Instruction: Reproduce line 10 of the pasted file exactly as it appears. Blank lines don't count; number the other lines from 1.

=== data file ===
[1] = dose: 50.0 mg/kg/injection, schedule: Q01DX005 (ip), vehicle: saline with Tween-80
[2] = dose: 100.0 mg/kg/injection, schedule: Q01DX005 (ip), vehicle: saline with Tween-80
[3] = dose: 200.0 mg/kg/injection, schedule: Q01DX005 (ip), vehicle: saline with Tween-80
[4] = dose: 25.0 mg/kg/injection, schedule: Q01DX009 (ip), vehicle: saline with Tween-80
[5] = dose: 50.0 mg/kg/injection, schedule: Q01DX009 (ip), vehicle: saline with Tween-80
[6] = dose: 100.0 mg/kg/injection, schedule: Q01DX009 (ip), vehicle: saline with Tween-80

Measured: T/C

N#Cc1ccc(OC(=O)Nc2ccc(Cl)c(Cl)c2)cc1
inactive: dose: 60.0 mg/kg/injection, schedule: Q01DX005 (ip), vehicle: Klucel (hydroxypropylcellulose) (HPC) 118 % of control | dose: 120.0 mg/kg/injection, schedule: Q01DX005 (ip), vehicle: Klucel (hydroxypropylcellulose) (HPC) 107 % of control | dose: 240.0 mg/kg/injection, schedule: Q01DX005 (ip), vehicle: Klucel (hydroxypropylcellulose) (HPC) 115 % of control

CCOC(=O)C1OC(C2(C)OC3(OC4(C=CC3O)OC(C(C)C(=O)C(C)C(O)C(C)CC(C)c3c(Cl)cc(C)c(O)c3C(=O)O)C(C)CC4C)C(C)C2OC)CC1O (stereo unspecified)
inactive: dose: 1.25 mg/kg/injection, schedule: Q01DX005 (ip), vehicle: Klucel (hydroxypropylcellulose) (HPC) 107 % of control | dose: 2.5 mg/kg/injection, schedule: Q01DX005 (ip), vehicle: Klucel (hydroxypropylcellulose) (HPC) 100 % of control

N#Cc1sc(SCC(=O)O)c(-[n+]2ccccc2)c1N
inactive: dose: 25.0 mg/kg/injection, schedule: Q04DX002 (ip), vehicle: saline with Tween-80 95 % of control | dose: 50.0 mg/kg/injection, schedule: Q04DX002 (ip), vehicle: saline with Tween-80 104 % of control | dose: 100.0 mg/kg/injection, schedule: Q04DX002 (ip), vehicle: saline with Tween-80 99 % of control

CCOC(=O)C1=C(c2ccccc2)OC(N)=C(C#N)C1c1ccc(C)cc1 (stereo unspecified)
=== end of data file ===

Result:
CCOC(=O)C1OC(C2(C)OC3(OC4(C=CC3O)OC(C(C)C(=O)C(C)C(O)C(C)CC(C)c3c(Cl)cc(C)c(O)c3C(=O)O)C(C)CC4C)C(C)C2OC)CC1O (stereo unspecified)